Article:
• Limited specialist resources and training for financial supervision staff
  • Inadequate resources applied to AML/CFT compliance in the commercial free zones
R.32PC
  • Even though some agencies maintain meaningful statistics, the use of such statistics as a routine management tool is generally very limited.
Table 1.Ratings of Compliance with FATF Recommendations
Forty RecommendationsRatingSummary of factors underlying rating37
Legal systems
1. ML offensePC
  • Limited predicate offenses which cover less than half of the minimum categories of offenses;
  • Authorities unable to confirm that when proving property is the proceeds of crime, it should not be necessary to obtain a conviction for the predicate offense;
  • Authorities unable to confirm that predicate offenses include a range of offenses in each of the designated categories of offenses;
  • Limited implementation i.e., only two prosecutions taken outside Dubai and no evidence provided regarding the number of Dubai prosecutions.
2. ML offense—mental element and corporate liabilityLClimited implementation - i.e., only two prosecutions taken outside Dubai and no evidence provided regarding the number of Dubai prosecutions.
3. Confiscation and provisional measuresLCIn the absence of comprehensive statistics the assessors could not make conclusions as to the effectiveness of the confiscation laws.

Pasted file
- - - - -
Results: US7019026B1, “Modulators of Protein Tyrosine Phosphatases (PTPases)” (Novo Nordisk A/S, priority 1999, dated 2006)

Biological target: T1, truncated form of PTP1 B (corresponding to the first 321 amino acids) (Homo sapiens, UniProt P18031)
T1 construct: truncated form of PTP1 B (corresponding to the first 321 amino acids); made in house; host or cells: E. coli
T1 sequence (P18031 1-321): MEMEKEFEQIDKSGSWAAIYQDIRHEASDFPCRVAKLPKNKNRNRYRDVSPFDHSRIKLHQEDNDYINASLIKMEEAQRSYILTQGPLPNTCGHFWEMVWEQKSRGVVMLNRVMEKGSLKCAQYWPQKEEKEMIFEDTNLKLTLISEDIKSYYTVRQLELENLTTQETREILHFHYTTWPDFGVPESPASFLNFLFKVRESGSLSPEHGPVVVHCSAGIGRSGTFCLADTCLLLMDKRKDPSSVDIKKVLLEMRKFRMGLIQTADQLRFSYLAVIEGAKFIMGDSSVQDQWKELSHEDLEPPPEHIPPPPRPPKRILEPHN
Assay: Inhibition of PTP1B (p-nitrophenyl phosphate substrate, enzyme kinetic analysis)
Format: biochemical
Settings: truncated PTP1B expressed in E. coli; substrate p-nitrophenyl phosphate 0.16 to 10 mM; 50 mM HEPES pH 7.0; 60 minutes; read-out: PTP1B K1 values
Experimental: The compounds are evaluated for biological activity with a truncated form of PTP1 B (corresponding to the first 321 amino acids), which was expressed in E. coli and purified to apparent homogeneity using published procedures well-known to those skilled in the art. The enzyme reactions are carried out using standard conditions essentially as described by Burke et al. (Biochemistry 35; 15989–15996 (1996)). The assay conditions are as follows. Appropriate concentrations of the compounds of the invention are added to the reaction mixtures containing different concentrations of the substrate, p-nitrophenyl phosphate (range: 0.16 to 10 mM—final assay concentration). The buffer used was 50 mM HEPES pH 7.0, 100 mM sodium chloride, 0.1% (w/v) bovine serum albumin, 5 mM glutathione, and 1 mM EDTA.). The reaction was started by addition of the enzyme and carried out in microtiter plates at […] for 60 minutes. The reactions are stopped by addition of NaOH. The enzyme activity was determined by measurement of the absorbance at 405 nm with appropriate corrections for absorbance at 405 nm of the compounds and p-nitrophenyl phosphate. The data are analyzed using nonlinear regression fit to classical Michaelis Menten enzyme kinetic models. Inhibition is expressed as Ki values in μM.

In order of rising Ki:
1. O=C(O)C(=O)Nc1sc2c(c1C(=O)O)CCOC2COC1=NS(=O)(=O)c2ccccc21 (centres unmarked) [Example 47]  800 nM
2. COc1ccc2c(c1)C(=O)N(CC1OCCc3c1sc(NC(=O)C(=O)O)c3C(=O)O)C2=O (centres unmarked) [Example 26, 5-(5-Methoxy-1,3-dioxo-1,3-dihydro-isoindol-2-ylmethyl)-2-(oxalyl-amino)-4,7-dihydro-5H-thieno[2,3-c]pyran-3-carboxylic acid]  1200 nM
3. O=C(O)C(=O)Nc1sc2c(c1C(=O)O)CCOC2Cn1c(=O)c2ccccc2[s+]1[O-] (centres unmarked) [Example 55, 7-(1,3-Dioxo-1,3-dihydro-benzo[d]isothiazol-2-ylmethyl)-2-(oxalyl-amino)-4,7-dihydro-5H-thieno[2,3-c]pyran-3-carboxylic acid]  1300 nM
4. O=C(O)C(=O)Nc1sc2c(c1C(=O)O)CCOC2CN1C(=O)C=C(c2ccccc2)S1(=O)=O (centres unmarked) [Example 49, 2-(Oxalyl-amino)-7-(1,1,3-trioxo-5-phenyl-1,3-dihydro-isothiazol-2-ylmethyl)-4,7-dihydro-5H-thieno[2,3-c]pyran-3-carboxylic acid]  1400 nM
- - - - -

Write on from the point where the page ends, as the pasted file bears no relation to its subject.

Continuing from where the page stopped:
Preventive measures
4. Secrecy laws consistent with the RecommendationsLCLack of clear statutory gateways through which the regulatory authorities may exchange confidential information with domestic authorities and foreign counterparts.
5. Customer due diligenceNCDomestic banking, securities and insurance

  • No core CDD obligations embedded in law or regulation (all sectors)
  • No requirement to establish beneficial ownership of legal entities and arrangements (all sectors)
  • No requirement to understand the ownership and control structure of legal entities (all sectors)
  • No requirement to verify that any person claiming to be acting on behalf of another is duly authorized to do so (all sectors)
  • No requirement to undertake ongoing due diligence (all sectors)
  • The threshold for verification of customer identity in respect of wire transfers by banks significantly exceeds US$/€1,000 (banking)